6.5 Lesson Four – Making our own rules
Time required: 70 minutes
Materials required: chart paper, marker pens
The purpose of this lesson is to provide the students with a decision-making experience in which they determine the rules or guidelines for living in a given community.
The class is divided into groups composed of three to four students. Each group is provided with chart paper and marker pens. The teacher then describes or outlines the following scenario: 40 teenagers are stranded on a deserted island far from civilization. Both genders are present and there are no adults.
The young people have no means to readily escape and it is unlikely that they will be rescued for a long time. They have ample food which grows naturally on the island. They also have the means to make fire.
The task of each of the various student groups is to develop a list of five to six rules to which this stranded group of young people on the island must adhere. The students also compose a list of consequences that are applied to those who choose not to adhere to the established rules. Some students may feel that there should be no consequences for non-adherence to the rules. Some students may feel there is no need for rules at all.
The students record the list of rules and consequences on chart paper. The rules can be listed in order of importance, as determined by the student group. Following this activity, each group presents their set of rules and consequences to the class using chart paper.
Following discussion on this matter, the teacher further stimulates the discussion by asking each group to address one of the following questions (or other questions which the teacher composes):
- What did you as individuals or as a group feel/think about this decision-making experience? (The goal here is to have the students talk about their experience.)
- Was it difficult or easy for your group to agree on a set of rules or guidelines? Explain.
- Was it difficult or easy for your group to agree on a list of consequences? Explain.
The teacher continues to stimulate discussion following each group report.
Following the group reports, the teacher facilitates a class discussion using one or more of the following questions:
- What are some of the things that struck you as you listened to the various group presentations? Explain.
- As you listened to the various group presentations and looked at the lists on the chart paper, did you see any common themes? Did you notice that some rules showed up more than once? Or many times?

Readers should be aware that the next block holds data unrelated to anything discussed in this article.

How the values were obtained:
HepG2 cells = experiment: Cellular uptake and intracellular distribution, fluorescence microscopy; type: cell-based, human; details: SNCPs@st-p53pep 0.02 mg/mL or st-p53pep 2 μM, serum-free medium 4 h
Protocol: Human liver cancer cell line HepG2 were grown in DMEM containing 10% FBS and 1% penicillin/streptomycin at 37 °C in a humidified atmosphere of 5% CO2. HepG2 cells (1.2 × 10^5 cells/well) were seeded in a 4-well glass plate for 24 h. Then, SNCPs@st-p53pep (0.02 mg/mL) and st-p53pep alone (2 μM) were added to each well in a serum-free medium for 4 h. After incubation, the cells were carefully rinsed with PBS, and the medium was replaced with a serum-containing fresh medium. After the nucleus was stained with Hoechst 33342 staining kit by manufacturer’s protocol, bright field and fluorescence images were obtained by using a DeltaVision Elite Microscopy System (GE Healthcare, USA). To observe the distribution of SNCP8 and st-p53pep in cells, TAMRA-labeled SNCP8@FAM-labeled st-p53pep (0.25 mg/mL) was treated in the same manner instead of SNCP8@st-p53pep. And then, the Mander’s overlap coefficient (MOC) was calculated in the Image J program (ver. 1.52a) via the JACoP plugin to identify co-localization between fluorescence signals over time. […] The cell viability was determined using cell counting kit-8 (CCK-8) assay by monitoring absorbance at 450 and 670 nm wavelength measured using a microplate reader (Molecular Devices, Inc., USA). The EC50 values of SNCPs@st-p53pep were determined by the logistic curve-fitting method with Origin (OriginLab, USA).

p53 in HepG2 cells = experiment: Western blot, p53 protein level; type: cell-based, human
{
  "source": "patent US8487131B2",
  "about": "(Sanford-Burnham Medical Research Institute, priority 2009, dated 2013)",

- As you listened to the various group presentations, did you notice that there are one or more rules that seem to emerge again and again? Explain.
- As you observed the lists of consequences for those who break the rules, what did you think or feel? Explain. Do you feel there should be consequences for those who break the rules? Explain.
- If this experience of being stranded on an island actually happened to you, how would you have coped with it? Do you think you would have become a follower or a leader? Explain.
- Can you predict what would happen if our class, as it is right now, was stranded on an island? Explain.
- If our class was stranded on an island, do you think that we as a group should have leaders? If you feel we should have leaders, what kinds of qualities should we look for in these leaders?
After the reporting and discussion have been completed, the teacher asks the class to respond to one or more of the following questions or to questions composed by the teacher:
- What is a rule?
- Why do we have rules?
- Why do we need rules?
- Do we need rules?
- Now that you have thought about this experience of being stranded on an island, does this help you to understand society better? Does it help you to understand why we have rules and laws in society? Explain.
Journal activity: Let’s write about it!
For journal questions to stimulate the students’ written reflections after or during class, see Appendix 2.